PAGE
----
Attic & Loft Conversions

An attic or loft conversion can be a very cost-effective way to gain additional floor space. Unlike an extension there’s no foundations to dig, no concrete to pour, no brick walls to build, and the existing roof structure is (usually) retained. There are a few important points that must be considered:

  • Structural alterations. The “floor joists” in your attic are more likely to be ties. These are the bottom members of the roof trusses, and they stop your roof from doing the splits. They were never designed to cope with loads from furniture and people, but usually new floor joists can be laid alongside. Beams may have to be added, and/or the walls below made loadbearing. The bracing in each roof truss will often have to be altered to suit the shape of the new room, and the rafters may have to be strengthened.
  • Headroom. A minimum of 2 metres is required over stairs and landings. If there’s enough height then rooflight windows can be installed. If space is at a premium it may be necessary to install one or more dormers, especially if a bathroom is part of the plan. Consideration must also be given to the possible furniture layouts - there may be a large floor area, but is it possible to walk around without having to duck under a sloping ceiling? If there isn’t enough headroom it’s possible to remove the existing roof completely and replace it with a higher roof or a steeper pitch.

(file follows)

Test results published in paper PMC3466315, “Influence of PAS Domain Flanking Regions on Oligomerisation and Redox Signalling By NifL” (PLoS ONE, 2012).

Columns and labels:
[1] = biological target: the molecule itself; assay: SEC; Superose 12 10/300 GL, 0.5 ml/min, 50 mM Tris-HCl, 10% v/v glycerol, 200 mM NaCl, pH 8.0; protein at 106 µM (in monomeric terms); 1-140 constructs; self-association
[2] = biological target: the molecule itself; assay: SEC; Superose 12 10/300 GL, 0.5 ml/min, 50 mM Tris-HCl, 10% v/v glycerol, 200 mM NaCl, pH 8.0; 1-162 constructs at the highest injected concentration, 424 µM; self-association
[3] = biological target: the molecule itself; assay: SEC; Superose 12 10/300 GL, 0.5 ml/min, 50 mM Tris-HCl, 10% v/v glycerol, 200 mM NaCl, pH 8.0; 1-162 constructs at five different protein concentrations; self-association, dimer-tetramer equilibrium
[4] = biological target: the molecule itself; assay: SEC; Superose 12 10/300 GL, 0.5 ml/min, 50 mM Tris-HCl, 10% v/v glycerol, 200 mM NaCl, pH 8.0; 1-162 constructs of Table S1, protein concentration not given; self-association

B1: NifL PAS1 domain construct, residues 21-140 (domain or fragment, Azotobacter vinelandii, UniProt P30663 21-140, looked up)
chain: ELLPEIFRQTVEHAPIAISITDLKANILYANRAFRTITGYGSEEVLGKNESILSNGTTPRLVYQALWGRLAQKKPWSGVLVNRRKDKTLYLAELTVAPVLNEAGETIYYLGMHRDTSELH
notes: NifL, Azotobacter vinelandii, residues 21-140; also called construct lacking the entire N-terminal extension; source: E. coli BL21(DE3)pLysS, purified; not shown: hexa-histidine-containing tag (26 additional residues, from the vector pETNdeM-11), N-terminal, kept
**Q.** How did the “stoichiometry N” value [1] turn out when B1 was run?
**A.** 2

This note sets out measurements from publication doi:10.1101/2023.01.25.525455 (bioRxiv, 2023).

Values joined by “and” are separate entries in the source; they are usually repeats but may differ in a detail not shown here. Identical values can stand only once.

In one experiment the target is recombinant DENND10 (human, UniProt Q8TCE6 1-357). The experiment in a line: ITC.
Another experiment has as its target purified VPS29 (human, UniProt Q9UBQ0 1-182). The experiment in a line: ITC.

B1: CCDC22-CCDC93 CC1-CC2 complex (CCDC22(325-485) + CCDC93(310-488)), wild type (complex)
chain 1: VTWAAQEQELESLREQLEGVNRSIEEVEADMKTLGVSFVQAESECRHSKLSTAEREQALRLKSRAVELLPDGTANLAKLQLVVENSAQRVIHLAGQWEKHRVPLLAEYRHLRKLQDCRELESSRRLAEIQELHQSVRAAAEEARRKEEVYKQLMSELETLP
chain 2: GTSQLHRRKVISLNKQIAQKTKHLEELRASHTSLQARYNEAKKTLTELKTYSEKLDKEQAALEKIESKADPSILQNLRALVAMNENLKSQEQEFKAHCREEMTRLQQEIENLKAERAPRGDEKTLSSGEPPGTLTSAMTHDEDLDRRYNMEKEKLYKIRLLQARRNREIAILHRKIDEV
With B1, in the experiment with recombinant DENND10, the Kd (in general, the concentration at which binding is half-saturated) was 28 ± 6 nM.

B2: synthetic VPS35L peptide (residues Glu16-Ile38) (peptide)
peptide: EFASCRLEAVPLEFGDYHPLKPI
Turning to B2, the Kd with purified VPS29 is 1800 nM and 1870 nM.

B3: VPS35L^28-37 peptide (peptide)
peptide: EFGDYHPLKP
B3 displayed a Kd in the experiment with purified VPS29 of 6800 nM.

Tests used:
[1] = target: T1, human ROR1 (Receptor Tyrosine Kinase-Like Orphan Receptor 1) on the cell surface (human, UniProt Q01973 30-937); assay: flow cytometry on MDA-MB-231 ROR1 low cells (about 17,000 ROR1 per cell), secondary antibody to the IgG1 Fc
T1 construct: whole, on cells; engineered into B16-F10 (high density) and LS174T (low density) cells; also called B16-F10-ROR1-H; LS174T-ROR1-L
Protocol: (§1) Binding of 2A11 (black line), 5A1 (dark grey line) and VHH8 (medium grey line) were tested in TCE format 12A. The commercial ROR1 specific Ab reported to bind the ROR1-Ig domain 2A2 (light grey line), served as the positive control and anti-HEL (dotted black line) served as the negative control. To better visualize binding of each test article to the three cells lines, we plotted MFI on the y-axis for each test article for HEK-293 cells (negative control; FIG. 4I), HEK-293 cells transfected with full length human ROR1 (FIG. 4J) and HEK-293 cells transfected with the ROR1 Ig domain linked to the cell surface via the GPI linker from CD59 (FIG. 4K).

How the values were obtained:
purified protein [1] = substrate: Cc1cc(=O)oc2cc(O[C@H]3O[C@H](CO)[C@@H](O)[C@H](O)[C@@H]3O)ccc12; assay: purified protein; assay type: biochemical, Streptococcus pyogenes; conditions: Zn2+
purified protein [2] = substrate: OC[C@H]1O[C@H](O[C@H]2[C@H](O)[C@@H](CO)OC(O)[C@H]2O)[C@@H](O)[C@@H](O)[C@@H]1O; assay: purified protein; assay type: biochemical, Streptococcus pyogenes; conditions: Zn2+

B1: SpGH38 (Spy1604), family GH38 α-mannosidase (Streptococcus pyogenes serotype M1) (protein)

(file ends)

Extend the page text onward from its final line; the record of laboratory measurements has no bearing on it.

• Stairs. An opening must be formed through the attic floor. The stair location is often dictated by the layout of the floor below, but how does that impact on each storey?
  • Depending on the height of the attic storey, you may have to install fire doors to every room that opens onto the hall and landing on every floor.
  • Insulation. The new attic room(s) must be insulated, possibly with a ventilated gap above the insulation. Take the thickness of this into account when calculating the available headroom, especially below sloping ceilings.
Garage conversions

This is a great way to add another room. Conversions are relatively cheap compared to extensions as most of the structure is already there and it’s simply a case of insulating the roof, floor, and external walls. It’s a straightforward process:

  • Ideally the floor level is raised to match the ground floor level in the house. This may require the lintel over the garage door to be raised as well, or the windows will be at shoulder height.
  • Build a wall over the full width of the garage door, up to window sill height.
  • You may have to form a new internal door opening into the new room, but this isn’t done until the conversion is wind and watertight.
  • Depending on the area of your driveway, you may have to find another parking space within your site boundary.
  • Many garages have never seen a car, and are used for storage, bikes, ladders and tools. All that stuff has to go somewhere, so you might want to budget for a new garden shed as well.